Children's Radio Project
- What can the world’s children teach each other about this moment? -
Letter from the Artistic director:
Global Arts Corps has worked in some of the most dangerous and hate-filled regions imaginable. Most of the time we have been lucky to be able to find ways of bringing opposing sides together. I say lucky because it was still a time when former enemies could cautiously share the same stage and audience, and the notion of reconciliation was in the air. Today the idea of reconciliation seems increasingly remote; We see fragments of hatred and fear entrenched in developing identity filling the minds of generation after generation. It is time to use our experience and expertise to help our children directly.
What would be the impact if young people were given the opportunity to create stories incorporating their dreams of the future and react to the adult chaos that surrounds them? Left alone, and working with each other, how would they create their own civil society?
Back in 1999, Indian educational researcher Sugata Mitra placed an internet-connected PC into a wall bordering a slum of New Delhi. Soon the children of the area were going online, teaching themselves and each other, all without the structure of formal educational instruction. The initiative, called The Hole in the Wall Project, expanded to other cities. It demonstrated that young people could learn and teach each other on their own, not just where there was well-funded infrastructure and support, but also in areas of economic hardship and very limited resources. The project currently operates in Botswana, Mozambique, Nigeria, Rwanda, Swaziland, Uganda, Zambia, and Cambodia.
On our 2016 tour in Rwanda with the GAC production of See You Yesterday, we witnessed similar peer-to-peer interaction with our young Cambodian cast conducting youth training workshops with refugee children in the Kigeme refugee camp where they performed for 6,000 Congolese refugees each morning. Upon returning home, the cast conducted workshops in five different towns for young student teachers who were struggling to teach their students how to investigate the past without trauma. We intend to build on this peer-to-peer phenomenon in our next decade of work and we will use radio as our platform. Why radio? Because it is the purest form of listening.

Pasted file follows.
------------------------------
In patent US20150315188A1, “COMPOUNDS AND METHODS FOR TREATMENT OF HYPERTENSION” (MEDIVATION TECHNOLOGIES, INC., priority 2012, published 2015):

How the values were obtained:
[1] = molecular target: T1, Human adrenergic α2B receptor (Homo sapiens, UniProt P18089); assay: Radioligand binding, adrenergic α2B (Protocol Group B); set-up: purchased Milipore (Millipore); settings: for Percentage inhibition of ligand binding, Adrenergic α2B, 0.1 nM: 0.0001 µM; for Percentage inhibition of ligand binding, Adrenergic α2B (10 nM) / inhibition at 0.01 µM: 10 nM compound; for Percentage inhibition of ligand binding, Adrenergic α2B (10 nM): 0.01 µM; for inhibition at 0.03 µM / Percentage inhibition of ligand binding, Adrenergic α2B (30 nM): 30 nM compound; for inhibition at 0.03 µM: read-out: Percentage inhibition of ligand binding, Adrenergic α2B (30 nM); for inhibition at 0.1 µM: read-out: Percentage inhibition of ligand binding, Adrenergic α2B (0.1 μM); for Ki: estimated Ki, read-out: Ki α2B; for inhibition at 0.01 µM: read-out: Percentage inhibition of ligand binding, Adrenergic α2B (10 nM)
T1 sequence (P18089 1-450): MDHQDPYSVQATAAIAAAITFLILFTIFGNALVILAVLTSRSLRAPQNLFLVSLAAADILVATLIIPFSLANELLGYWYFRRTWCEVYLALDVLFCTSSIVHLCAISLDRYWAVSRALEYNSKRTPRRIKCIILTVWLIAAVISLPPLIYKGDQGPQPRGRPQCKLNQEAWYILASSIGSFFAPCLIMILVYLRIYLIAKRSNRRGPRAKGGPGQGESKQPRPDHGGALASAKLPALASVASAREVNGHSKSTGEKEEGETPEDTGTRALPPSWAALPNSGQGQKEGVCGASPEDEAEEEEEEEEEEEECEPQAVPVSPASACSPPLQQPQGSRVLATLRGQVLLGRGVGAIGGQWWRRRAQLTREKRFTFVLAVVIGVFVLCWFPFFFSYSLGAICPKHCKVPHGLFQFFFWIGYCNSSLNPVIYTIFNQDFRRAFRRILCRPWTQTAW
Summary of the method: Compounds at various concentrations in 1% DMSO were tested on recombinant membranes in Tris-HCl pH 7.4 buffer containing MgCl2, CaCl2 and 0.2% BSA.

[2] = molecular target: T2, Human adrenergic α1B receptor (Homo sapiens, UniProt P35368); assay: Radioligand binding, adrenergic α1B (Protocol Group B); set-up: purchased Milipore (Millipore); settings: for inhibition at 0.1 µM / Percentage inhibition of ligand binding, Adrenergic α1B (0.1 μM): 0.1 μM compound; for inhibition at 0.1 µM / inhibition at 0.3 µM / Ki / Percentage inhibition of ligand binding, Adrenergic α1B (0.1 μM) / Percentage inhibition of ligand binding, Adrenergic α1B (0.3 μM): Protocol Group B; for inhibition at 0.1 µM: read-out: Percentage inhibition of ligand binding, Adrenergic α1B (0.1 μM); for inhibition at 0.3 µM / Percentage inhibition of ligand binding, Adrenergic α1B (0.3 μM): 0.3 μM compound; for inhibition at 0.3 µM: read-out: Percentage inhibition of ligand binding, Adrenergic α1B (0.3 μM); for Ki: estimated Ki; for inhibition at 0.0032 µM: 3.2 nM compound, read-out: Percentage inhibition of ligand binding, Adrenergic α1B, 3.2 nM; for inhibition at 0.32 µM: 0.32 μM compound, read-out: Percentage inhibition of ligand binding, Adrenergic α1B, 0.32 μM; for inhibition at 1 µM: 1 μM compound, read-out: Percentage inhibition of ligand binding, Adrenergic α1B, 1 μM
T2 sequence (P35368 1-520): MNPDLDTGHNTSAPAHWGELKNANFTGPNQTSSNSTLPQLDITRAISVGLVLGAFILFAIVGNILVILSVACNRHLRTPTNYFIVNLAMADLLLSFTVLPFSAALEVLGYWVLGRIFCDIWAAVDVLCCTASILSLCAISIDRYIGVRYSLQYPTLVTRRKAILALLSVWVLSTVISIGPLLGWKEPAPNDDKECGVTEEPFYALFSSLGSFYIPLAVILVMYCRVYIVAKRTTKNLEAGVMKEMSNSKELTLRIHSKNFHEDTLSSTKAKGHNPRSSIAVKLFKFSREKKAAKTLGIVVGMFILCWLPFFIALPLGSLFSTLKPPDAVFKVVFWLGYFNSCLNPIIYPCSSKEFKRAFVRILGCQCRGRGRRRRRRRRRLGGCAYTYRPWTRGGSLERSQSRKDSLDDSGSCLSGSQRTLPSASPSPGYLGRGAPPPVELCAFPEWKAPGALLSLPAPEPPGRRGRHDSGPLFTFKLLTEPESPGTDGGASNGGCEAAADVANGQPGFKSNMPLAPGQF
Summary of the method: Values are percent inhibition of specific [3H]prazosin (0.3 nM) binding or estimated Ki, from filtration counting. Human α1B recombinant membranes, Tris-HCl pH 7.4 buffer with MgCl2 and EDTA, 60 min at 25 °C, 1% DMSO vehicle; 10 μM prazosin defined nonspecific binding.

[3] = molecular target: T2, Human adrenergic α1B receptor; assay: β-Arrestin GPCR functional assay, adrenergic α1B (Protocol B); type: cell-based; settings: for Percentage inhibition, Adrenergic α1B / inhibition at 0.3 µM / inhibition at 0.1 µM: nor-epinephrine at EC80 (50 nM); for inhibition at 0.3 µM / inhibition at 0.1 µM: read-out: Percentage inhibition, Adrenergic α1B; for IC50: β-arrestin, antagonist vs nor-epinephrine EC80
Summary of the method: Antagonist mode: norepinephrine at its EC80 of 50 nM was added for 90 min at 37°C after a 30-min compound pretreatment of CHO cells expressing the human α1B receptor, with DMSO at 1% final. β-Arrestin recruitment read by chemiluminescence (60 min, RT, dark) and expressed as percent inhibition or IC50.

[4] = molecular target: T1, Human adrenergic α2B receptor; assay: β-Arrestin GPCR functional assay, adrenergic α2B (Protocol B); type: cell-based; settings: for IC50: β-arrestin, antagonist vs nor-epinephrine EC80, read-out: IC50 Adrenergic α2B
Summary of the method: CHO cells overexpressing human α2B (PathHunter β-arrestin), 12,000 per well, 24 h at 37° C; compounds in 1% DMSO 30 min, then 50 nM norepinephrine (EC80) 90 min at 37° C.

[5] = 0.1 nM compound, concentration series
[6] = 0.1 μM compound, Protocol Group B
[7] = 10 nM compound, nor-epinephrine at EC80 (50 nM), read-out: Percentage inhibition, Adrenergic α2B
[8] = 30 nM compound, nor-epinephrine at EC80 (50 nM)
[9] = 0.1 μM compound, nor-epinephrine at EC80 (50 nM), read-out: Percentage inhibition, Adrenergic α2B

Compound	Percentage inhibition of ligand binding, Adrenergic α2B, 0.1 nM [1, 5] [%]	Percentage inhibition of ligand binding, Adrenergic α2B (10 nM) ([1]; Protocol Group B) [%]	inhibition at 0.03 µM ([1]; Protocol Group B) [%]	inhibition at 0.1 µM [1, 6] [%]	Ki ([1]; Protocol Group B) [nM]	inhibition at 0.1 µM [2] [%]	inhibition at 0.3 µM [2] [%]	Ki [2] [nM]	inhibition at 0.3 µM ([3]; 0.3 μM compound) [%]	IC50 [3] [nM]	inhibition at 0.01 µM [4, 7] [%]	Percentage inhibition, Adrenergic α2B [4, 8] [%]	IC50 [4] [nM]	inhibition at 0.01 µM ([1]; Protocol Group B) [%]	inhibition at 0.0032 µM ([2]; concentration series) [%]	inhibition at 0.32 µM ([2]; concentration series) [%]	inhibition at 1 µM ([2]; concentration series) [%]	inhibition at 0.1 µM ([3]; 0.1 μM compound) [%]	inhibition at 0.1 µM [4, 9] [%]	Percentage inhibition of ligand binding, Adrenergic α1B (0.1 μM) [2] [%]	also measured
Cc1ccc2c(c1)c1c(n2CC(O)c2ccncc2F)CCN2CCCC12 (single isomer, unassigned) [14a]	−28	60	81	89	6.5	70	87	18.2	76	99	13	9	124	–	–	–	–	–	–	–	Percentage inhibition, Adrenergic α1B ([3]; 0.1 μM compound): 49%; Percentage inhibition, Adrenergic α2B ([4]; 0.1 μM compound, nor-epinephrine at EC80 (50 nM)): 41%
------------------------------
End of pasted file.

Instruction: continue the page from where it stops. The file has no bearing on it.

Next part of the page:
The goal is for children to explore what is around them by listening to other children without adult mediation—to begin to trust that what they feel, is also felt by millions of other children around the world. These storytellers, as sound effect creators, musicians, singers, poets, writers and actors, will create and broadcast a soundscape of their imagination. These young storytellers are freed to delve into the mystery of who they are—village kids listening to urban kids, privileged kids listening to refugee and migrant kids, indigenous to “settler” kids, forgotten to entitled. Children need to imagine—especially in this time of adult anxiety and chaos. They need to be able to create and express with openness to voices of strangers their own age. All this takes a curiosity, a faith in imagination. As a director I have always looked for ways to find a sensory bridge where both audience and actor are in the same perceptual space. As a child I experienced this listening to episodes of The Green Hornet on the radio while trying to figure out what the Green Hornet (and his car) looked like. Listening demands the use of imagination; visuals diminish that need.
I have always had two professional passions: in my early years when I made a living researching and teaching graduate courses on childhood development and perceptual learning, we investigated how we could retrieve talent lost from childhood. A few years later, when I began my first theatre in NYC (The Colonnades Theatre Lab), we incorporated this into our rehearsal training. Over the past 18 years a group of international actors and directors have joined GAC to create a theatre in a different kind of laboratory. Working in conflict zones, we developed techniques of rehearsing seemingly intractable mistrust and hatred with brutal honesty, within a resting framework of humor and music. This could not have been achieved without radical listening. It’s no accident that our first production was called Truth In Translation.
It’s a given that everyone wants to be listened to. We should now make it a given that we listen to our children. We can expect two things here—strong, self-determined youth, and fresh ideas of how to move forward in our present civil societies. It’s a matter of helping young people build their generation with tools to resist absorbing the inherited hatred and fear around them.
Co-Founder and Artistic Director
Global Arts Corps